However, few, if any, picked the D-backs to still be in the race. This is a team that finished last in the division the past two seasons and played poorly during the spring, but the scrappy bunch has refused thus far to go away.
"They're a good team, there's no doubt about it," D-backs catcher Miguel Montero said of the Giants. "They're good, but you know what? We're good too. It's a competition and we've got to compete. You compare player to player I think we've got a better team. I don't know that's just my thought."
The Giants hold a distinct home-field advantage when it comes to the D-backs having won 17 of the last 21 games played at AT&T Park against Arizona.
"They've done a good job building that team around the elements there," D-backs shortstop Willie Bloomquist said. "They've obviously got some lights-out pitching. It's not much of a hitter's ballpark, it always seems kind of cold, the ball doesn't carry that well and you put that with the arms they have chances are they're going to be low-scoring games and they have veteran guys who know how to play small ball when they have to. They aren't world champions for nothing, they know what they're doing. It's definitely a tough environment to play in, but if you want to be the best you've got to beat the best on their own turf. Hopefully we're ready to do that."
Though the Giants have dominated the season series thus far with a 7-2 mark, the games have been extremely hard fought. All three of Arizona's losses to the Giants at AT&T Park on May 10-12 were by one run and overall, six of the nine have been decided by a single tally.
That benefits a Giants offense that is better at playing for one run while the D-backs have at times been feast or famine.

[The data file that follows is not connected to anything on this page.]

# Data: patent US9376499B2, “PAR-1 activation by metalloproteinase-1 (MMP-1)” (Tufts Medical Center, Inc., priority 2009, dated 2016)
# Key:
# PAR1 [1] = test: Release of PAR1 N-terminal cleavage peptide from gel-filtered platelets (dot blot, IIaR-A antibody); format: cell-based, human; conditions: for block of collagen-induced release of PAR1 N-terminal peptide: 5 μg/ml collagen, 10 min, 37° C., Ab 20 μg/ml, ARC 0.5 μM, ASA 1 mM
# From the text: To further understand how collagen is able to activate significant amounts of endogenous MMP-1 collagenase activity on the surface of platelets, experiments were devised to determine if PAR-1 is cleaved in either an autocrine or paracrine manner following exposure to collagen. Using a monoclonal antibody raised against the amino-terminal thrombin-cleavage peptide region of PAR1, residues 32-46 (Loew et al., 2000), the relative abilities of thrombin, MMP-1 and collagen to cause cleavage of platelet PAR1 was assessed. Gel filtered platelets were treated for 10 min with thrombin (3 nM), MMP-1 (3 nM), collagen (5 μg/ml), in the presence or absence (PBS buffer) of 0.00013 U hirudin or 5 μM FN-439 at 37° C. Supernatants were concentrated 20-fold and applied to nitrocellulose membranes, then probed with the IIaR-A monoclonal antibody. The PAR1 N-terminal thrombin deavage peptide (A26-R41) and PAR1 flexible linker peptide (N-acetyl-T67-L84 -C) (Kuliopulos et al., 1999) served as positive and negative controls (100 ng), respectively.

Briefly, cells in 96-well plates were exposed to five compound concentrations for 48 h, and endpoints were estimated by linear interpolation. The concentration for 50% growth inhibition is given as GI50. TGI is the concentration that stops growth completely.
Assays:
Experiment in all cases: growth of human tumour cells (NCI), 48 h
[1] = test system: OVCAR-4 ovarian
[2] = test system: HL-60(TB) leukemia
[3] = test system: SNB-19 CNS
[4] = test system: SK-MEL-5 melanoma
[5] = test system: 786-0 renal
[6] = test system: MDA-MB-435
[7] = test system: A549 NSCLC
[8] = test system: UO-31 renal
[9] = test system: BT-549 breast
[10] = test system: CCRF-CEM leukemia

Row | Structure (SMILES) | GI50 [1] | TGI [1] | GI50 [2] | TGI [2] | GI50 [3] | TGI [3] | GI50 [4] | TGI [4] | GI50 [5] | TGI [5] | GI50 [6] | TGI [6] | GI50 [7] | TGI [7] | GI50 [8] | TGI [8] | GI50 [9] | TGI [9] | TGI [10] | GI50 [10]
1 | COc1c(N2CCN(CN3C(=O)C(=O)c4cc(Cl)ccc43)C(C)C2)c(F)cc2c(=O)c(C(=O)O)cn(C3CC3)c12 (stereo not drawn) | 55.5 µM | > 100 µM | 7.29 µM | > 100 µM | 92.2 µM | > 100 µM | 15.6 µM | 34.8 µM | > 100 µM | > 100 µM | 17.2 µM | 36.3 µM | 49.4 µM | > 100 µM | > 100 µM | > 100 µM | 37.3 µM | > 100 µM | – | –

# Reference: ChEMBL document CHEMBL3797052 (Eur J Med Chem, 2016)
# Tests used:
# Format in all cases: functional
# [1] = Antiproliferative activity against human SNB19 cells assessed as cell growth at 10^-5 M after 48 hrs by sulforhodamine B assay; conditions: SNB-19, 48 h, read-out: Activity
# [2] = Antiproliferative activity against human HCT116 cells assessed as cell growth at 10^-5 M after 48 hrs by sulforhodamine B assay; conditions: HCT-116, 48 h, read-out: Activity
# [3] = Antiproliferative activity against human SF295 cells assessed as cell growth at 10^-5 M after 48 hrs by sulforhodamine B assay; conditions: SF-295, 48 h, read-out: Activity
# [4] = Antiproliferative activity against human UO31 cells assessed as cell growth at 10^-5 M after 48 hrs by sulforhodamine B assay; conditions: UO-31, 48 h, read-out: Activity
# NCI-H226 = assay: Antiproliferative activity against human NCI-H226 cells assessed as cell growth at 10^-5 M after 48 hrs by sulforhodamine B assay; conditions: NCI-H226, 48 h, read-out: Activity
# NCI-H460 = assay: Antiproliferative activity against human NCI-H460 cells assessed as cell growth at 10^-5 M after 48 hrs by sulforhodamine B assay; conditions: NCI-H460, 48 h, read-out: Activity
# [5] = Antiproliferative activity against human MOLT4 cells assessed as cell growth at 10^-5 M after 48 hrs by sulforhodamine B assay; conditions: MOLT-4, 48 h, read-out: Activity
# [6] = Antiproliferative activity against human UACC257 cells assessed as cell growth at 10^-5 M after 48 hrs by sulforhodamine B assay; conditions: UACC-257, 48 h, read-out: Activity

"They have innings where they can score a large number of runs because of the threatening guys in their order," Giants ace Tim Lincecum said citing Justin Upton, Chris Young and Ryan Roberts in particular. "Having those guys throughout their order can make it tougher to avoid giving up that big hit at the wrong time."
Both teams have two of their top three starters going in the series. The Giants will throw Matt Cain, Lincecum and Ryan Vogelsong. The D-backs meanwhile have their top two pitchers going in Ian Kennedy and Daniel Hudson while newly acquired right-hander Jason Marquis will pitch in Wednesday's finale.
There will be a couple of new faces on both sides of the field in this series.
In addition to Marquis, the D-backs expect to have reliever Brad Ziegler, who was acquired from the A's on Sunday in uniform for Monday's game.
The Giants, meanwhile now have the added offense of outfielder Carlos Beltran and shortstop Orlando Cabrera.
Cain said he for one thought the D-backs had a chance to contend after watching them hit during Spring Training.
"A lot of their guys are aggressive," he said. "They swing the bats. You can't make mistakes because a lot of their guys can take you deep."
As the ones doing the chasing, the D-backs know this series is more crucial for them than the Giants, but they are trying to avoid putting too much emphasis on that.
"You don't want to put any additional onus on it," D-backs manager Kirk Gibson said. "Just go out and play who you are and how you are and deal with the situations that are given to you. If you put all this extra pressure on yourself like it's do or die it's not going to help you."
Maybe so, but the series does figure to be a measuring stick.
"I guess we'll have a better idea in the next two or three days how we stack up against them," D-backs general manager Kevin Towers said.